Beat Tour Revisited - City Lights Bookstore

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Liz
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Beat Tour Revisited - City Lights Bookstore

Unread postby Liz » Wed Mar 15, 2006 5:54 pm

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Backtracking a bit, prior to our Bohemian coffees at Vesuvio we browsed in City Lights Bookstore, another famous stop on the Beat Tour, at Columbus and Broadway in North Beach. City Lights, the nation’s first all-paperback bookstore, was founded in 1953 by Lawrence Ferlinghetti and Peter D. Martin. An alternative book store featuring beat prose along with revolutionary and evolutionary literature, City Lights was a literary hangout for the Beats. From the start it was a meeting ground for artists and writers and featured books of literature, politics and popular culture. In 1955, Ferlinghetti launched City Lights Publishers with the now-famous Pocket Poets Series. Since then the press has gone on to publish a wide range of titles, both poetry and prose, fiction and nonfiction, international and local authors. Today, City Lights has well over a hundred titles in print, with a dozen new titles being published each year. The world famous City Lights is known to this day for its commitment to progressive ideas and resistance to censorship—the publishing of Howl a case in point.

The first edition of “Howl”, Number Four in the Pocket Poet Series, was printed in England by Villiers because Ferlinghetti, its publisher, was looking to save money. This led to a customs seizure that was quickly dropped, but was then brought to the attention of the SFPD, which filed obscenity charges against Ferlinghetti for selling the poem. The San Francisco Chronicle (which alone among the local press put up a real howl about censorship) reported, in part:

‘Collector of customs Chester MacPhee continued his campaign yesterday to keep what he considers obscene literature away from the children of the Bay Area. He confiscated 520 copies of a paperbound volume of poetry entitled Howl and Other Poems….”The words and the sense of the writing is obscene,” MacPhee declared. “You wouldn’t want your children to come across it.”’

The 1957 obscenity trial was brought against Lawrence Ferlinghetti as the poem’s publisher. Nine literary experts testified on the poem’s behalf, and along with the support of the ACLU (American Civil Liberties Union), Ferlinghetti won the case. The court had decided that the poem was of “redeeming social importance”, and set a legal precedent for censorship. This case was widely publicized, with articles appearing in both Time and Life magazines, bringing Allen Ginsberg, Lawrence Ferlinghetti and City Lights instant fame and drawing attention to the Beat Generation. (We’ll take you by Six Gallery tomorrow)

The City Lights Bookstore of today has grown four times its original size, but it retains its anti-establishment feel. On the outside window there is a big poster of Jack Kerouac and Neal Cassady.

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I loved the signs and posters on the walls inside—esp. the one that refers to us out here as the “Left Coast”.

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There is a section in the basement on communism and socialism and various other anti-establishment topics. The upstairs is devoted to poetry. There are pics of the Beats on the walls of the stairwell and a huge pic of Gregory Corso upstairs. The upstairs also houses the Beat Section.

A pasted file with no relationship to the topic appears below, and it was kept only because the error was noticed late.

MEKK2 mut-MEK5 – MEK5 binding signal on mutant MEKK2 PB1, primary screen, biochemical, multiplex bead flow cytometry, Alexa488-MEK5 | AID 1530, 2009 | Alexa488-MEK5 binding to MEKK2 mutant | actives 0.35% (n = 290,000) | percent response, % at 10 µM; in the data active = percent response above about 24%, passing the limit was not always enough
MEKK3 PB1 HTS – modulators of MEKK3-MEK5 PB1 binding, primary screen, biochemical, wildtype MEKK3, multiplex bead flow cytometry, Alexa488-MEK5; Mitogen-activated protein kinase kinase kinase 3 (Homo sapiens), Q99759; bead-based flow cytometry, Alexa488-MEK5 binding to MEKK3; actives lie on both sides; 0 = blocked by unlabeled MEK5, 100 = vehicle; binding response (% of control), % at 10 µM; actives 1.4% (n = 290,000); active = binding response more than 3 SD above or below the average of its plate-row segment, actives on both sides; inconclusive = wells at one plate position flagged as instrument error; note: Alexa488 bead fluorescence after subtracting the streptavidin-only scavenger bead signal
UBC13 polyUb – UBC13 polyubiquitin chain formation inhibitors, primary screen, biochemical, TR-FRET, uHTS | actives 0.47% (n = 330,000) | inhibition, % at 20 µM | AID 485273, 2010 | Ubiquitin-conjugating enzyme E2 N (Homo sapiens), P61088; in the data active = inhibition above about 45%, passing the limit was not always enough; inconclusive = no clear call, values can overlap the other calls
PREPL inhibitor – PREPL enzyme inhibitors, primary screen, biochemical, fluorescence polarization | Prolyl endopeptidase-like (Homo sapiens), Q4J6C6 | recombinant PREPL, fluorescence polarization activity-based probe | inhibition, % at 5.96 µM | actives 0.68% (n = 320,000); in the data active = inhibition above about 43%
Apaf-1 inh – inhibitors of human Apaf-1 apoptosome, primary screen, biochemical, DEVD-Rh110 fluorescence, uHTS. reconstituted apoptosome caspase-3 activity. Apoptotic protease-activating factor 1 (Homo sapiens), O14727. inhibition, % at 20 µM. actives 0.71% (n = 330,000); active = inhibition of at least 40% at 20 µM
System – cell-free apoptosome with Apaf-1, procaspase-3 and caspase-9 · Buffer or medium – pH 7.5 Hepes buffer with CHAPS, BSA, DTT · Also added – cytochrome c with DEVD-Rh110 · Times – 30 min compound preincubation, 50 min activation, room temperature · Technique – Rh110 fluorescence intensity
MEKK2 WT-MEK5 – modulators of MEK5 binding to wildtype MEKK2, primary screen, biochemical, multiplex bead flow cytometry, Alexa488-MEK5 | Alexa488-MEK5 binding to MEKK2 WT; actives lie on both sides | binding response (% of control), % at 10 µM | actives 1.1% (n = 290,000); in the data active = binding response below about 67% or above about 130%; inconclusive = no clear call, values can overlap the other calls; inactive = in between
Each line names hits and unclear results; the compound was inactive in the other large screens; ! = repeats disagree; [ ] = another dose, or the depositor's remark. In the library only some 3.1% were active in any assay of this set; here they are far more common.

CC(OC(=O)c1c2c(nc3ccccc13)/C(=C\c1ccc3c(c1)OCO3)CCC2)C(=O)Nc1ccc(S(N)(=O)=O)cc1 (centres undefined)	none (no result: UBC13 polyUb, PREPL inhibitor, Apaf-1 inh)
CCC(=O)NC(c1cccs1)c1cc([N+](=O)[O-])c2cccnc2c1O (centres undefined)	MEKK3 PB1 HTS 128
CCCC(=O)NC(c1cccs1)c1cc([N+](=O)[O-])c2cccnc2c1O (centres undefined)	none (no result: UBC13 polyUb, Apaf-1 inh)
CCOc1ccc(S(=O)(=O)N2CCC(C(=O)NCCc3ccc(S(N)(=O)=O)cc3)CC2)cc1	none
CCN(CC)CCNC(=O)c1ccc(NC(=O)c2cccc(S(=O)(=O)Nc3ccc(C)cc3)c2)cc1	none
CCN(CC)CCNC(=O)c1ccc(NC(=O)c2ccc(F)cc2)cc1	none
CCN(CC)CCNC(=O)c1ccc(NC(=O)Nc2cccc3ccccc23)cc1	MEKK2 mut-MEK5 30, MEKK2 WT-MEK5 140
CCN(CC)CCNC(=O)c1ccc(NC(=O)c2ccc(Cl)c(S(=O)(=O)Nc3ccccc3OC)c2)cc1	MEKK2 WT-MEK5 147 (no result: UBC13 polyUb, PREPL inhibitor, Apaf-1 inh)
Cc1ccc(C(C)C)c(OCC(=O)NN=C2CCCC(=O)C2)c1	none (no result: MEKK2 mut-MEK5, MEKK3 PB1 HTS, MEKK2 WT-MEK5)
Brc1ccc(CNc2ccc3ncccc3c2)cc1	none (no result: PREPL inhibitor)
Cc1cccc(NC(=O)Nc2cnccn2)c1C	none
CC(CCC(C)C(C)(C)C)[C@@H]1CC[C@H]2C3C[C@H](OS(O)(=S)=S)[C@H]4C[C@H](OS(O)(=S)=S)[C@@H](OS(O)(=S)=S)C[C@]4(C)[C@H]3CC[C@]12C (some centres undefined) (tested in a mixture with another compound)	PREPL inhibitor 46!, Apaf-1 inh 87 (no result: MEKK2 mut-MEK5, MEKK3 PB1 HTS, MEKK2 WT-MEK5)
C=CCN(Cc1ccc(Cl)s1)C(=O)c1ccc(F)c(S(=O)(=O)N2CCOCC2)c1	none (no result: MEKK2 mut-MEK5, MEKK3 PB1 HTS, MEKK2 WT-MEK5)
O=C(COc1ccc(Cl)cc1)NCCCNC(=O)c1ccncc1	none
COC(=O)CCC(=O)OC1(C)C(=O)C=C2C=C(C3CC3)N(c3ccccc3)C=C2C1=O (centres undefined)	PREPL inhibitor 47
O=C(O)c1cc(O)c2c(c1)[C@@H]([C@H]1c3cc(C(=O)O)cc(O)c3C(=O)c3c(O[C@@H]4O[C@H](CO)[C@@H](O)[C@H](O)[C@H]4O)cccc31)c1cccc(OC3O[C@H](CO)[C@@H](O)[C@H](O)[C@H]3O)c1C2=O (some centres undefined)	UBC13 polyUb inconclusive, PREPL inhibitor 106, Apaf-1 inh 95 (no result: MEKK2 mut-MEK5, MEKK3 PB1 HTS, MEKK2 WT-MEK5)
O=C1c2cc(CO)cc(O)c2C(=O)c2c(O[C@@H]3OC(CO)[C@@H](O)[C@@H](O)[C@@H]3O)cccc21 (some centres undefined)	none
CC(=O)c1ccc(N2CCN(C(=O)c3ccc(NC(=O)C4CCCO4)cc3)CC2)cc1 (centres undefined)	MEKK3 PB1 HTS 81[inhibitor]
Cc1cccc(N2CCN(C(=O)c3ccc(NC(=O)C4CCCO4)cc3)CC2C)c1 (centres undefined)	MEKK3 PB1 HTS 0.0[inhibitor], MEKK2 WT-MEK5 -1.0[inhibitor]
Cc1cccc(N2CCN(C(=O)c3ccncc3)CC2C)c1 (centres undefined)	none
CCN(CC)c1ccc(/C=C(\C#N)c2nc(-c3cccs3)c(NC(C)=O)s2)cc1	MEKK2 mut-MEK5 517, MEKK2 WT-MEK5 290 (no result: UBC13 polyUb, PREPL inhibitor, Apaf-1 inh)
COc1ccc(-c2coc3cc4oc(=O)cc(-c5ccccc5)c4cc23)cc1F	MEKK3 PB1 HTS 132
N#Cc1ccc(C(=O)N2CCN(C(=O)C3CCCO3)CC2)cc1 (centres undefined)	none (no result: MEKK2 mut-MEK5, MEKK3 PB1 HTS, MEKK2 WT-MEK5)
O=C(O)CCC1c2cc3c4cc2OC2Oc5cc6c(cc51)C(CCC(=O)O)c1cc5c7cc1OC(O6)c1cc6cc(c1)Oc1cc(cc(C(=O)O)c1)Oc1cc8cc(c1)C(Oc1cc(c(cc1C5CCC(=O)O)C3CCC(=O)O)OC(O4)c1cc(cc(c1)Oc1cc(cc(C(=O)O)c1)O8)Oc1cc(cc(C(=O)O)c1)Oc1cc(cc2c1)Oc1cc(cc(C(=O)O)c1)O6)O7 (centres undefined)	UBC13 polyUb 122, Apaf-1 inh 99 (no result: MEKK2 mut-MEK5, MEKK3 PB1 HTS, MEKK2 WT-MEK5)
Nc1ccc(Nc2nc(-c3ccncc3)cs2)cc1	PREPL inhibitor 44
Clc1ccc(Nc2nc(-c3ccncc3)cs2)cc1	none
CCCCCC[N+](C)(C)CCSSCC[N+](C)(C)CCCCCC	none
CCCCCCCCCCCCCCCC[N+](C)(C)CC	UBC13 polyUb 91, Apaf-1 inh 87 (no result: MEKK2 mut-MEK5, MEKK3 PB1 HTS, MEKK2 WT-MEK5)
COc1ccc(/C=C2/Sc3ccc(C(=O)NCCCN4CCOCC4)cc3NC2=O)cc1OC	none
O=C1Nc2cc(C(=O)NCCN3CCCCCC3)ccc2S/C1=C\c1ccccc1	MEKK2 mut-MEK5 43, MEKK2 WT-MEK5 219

City Lights has closed twice, both times for political rather than business reasons: at the start of the 1991 Gulf War, and in 2003, when the ship symbolically shut its doors for a day as part of a “no business as usual” protest of the war in Iraq.


http://www.citylights.com/
You can't judge a book by its cover.

The only thing that matters is the ending. It's the most important part of the story.

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gilly
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Unread postby gilly » Thu Mar 16, 2006 8:39 pm

My sort of place,Liz :disco: ..I could spend all day there :cloud9:
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Unread postby bluebird » Thu Mar 16, 2006 9:44 pm

gilly wrote:My sort of place,Liz :disco: ..I could spend all day there :cloud9:


Me, too, gilly. I always wanted to have a sleepover at a library, but a sleepover at City Lights would be even better. No sleeping...just going from book to book...
Thanks, Liz.

bluebird
The edge … there is no honest way to explain it because the only people who really know where it is are the ones who have gone over. HST

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Unread postby DeppInTheHeartOfTexas » Thu Mar 16, 2006 9:49 pm

bluebird wrote:
gilly wrote:My sort of place,Liz :disco: ..I could spend all day there :cloud9:


Me, too, gilly. I always wanted to have a sleepover at a library, but a sleepover at City Lights would be even better. No sleeping...just going from book to book...
Thanks, Liz.

bluebird


Imagine the treasures! That would be fun, bluebird!
Life is not a journey to the grave with the intention of arriving safely in a pretty and well preserved body, but rather to skid in broadside, thoroughly used up, totally worn out, and loudly proclaiming -
Wow! What a ride!

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Liz
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Unread postby Liz » Thu Mar 16, 2006 11:23 pm

I think we all could have spent a lot longer in there, but we were strapped for time. Real life sucks sometimes. :bawl:
You can't judge a book by its cover.

The only thing that matters is the ending. It's the most important part of the story.


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